Stasi spywear: the inept art of commie disguise

A trove of photos from an East German secret police guide to disguise reveal an ineptitude that borders on the comical. No wonder these guys managed to miss the fact that the wall was about to come down, despite having dossiers on practically everyone on the country:
At first glance the photos look staged. They show stocky men stiffly clad in various outfits that include fur hats and thick coats with upturned collars -- and, most importantly, sunglasses. But these photos aren't stage props from a silly low-budget spy film, they are images snapped by members of the feared East German secret state police, or Stasi, for an internal course called the "art of disguising."

Berlin-based artist Simon Menner unearthed the images while sifting through the Stasi archives, which were opened to the public after the fall of the Berlin Wall. He was allowed to reproduce the photos and they are now on display in an exhibition entitled: "Pictures from the Secret Stasi Archives."

Stasi Chic (via Making Light)


  1. I recommend The Lives of Others as an interesting movie about the fall of the Stasi if this kind of thing piques ones interest.

  2. If these were taken in the 80s, popped collars were normal.

    So would wearing that coat and hat in a soviet influenced area.

  3. When I looked at the slideshow of these pictures on another news site yesterday, I kept thinking that these looked like stills from Kids in the Hall episodes. What is German for “I’m crushing your head”?

    1. Ich bin zerquetscht deinen Kopf is a loose translation.  If you’d like to see it in action, may I present this video:

      1. Your (hilariously incorrect) German literally translates to “I am crushed your head” which is awesome in and of itself.

  4. You know, the sunglasses here may not have actually been part of the disguise. It may have been actually to protect the identity of the man in the photos from other spies or viewers of the photos.

    This seems pretty clear once you get to the last photo, where he isn’t wearing glasses but his face is blurred out.

    Wait…. except…. why is his face blurred out using modern digital techniques? Did the current German government censor these photos so that even today you couldn’t discover that this person was a member of the Stazi?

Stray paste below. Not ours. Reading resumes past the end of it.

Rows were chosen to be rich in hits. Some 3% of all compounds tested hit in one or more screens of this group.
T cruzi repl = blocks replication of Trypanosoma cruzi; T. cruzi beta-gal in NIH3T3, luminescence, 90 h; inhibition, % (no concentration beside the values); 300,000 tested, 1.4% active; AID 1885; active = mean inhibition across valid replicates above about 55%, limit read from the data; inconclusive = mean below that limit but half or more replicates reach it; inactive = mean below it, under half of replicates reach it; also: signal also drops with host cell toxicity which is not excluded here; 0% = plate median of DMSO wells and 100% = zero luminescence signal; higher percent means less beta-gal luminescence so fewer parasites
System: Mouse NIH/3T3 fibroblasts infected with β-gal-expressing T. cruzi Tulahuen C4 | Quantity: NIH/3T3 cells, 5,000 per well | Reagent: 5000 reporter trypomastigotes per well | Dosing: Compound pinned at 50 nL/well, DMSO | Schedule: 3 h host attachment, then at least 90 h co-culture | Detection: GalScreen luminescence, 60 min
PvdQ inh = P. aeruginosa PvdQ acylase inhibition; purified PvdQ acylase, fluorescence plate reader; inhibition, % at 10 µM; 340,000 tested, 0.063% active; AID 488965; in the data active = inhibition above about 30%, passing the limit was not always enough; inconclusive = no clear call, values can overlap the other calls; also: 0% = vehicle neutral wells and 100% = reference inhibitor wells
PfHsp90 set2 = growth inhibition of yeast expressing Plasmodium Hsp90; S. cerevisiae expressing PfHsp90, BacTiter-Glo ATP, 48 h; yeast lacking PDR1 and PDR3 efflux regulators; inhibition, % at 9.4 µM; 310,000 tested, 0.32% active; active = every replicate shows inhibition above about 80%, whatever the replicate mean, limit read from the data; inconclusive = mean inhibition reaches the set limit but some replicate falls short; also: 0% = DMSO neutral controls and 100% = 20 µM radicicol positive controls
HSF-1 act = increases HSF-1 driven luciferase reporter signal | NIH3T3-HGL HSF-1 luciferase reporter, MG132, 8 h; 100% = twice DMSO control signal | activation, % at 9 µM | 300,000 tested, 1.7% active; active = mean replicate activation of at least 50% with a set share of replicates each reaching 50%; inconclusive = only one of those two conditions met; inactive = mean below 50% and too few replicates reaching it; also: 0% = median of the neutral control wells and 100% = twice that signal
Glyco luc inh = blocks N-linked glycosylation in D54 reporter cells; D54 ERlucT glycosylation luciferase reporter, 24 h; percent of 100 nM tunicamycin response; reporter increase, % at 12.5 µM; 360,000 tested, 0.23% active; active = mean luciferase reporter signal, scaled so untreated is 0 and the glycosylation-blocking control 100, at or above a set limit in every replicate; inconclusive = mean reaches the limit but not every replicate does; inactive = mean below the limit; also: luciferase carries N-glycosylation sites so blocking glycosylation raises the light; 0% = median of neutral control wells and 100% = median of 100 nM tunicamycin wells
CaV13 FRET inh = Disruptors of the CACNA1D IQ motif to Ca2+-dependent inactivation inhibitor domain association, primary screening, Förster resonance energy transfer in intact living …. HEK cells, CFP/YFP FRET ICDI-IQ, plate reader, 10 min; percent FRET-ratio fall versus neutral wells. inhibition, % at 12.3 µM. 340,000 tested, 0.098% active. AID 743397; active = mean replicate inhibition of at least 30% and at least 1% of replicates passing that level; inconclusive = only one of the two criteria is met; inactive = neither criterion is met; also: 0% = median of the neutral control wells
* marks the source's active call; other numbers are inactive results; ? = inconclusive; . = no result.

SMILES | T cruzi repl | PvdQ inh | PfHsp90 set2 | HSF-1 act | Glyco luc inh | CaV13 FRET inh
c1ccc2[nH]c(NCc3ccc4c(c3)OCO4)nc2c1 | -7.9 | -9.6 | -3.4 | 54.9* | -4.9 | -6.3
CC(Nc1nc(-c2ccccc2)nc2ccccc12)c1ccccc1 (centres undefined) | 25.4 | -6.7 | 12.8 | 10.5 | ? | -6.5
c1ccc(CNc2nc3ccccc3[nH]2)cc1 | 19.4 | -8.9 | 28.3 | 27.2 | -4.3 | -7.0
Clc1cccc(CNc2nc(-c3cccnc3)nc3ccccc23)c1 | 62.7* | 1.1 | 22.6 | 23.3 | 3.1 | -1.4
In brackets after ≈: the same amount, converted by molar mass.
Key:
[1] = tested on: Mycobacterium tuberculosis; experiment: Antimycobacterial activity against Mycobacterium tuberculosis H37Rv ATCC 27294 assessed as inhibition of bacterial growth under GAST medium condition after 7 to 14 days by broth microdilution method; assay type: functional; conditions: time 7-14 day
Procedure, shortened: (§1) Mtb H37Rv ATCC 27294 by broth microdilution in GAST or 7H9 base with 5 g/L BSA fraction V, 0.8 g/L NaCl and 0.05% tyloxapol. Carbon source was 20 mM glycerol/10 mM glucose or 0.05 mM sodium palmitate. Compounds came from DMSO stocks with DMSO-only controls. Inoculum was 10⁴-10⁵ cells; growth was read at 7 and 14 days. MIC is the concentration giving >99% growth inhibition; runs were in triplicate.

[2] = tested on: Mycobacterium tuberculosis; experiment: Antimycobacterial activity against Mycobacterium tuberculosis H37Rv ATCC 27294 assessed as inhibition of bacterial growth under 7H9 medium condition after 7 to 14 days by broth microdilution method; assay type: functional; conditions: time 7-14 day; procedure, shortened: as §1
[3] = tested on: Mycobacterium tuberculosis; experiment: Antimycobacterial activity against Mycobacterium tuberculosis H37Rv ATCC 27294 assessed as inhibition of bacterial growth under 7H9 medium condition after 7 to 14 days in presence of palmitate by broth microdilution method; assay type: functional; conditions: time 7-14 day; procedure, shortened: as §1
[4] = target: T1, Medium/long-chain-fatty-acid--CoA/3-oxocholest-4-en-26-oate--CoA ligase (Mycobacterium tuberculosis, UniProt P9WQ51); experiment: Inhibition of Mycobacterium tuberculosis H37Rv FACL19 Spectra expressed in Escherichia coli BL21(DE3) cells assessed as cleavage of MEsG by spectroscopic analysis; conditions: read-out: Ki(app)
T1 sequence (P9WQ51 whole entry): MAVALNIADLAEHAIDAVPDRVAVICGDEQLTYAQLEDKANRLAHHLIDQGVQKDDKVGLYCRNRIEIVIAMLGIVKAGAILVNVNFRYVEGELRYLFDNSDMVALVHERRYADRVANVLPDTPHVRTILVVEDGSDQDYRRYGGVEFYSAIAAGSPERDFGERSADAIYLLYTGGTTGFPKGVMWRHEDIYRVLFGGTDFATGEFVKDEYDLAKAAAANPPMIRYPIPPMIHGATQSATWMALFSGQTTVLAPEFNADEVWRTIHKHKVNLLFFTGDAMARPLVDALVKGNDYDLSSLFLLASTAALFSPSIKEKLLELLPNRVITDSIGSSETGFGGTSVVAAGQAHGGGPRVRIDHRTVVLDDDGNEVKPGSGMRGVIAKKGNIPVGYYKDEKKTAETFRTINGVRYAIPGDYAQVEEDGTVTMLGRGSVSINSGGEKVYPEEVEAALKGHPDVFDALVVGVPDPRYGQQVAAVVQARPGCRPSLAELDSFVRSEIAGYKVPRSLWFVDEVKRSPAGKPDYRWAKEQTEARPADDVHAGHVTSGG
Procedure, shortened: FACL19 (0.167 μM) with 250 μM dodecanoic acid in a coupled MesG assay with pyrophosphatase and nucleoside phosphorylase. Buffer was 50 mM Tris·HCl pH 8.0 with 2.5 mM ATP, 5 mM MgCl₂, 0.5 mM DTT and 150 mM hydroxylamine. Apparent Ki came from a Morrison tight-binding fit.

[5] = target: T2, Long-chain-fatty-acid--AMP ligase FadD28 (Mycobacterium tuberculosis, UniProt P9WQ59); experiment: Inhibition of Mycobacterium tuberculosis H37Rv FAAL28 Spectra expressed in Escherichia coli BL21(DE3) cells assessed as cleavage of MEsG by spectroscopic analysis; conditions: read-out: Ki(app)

5. The point of camouflage is to blend in with the prevailing conditions. We’re talking about Soviet Europe in the ’80s. It’s not supposed to look normal to hipsters a culture and a quarter century away. It would have been a total failure if it had. My wife was an exchange student in a Soviet-bordering nation in that time period, and got to visit Russia. I’ve seen the snapshots. Disguise 6? Genius, at least for that time & place.

    1. The point of camouflage is to blend in with the prevailing conditions. We’re talking about Soviet Europe in the ’80s.

      Yeah, but the dude in that photo was assigned to infiltrate a middle-school swim team.

  6. You are seeing the hat and coat, not the person wearing them. That’s the point. He’s making it difficult for people to remember what he looks like. So that when when he shoots a political dissident in the middle of a crowded street, the witnesses will only remember the tacky clothing.

    The guys who whacked Paul Castellano in front of Sparks Steakhouse used this exact technique, wearing cassock fur hats and trench-coats.

  7. Yeah, there’s disguise (like a plainclothes officer in jeans) and then there’s disguise (like a riot cop wearing a baclava.) This seems to be more of the latter.

  8. As a former East German army officer, I noticed that a bunch of things in the second disguise (East German army uniform) are wrong.
    Which leads me to believe those pictures are a spoof.

  9. O.M.G. #3 is none other than Stuart Smalley.

    “I’m going to do a terrific job today! And I’m gonna spy people!
    Because I’m good enough, I’m smart enough, and, doggonit, if people don’t like me, I’ll shoot them in the face.”

  10. Every minute you don’t tell us why you are here, I cut off a finger. Mine or yours? Yours. Damn! 

  11.   As hilarious as candid East German secret police snap shots are and always will be, if you read books like Tim Weiner’s Legacy of Ashes you get the impression that the stasi, NKVD, etc actually had their duckies pointing in the proper direction.  While our spooks may have looked liked Robert Redford, we usually got fed our intel from some second floor office with a nice view over Red Square.  Just saying, and how many muskrats has the fall of Soviet Communism saved??  Fur is murder, comrade.  Sheeesh.

  12. The article says that the artist was allowed to “reproduce” the photos.

    As written, it could be taken that the artist recreated and rephotographed the scenes, and then hung them alongside a body of other genuine pictures from the time.

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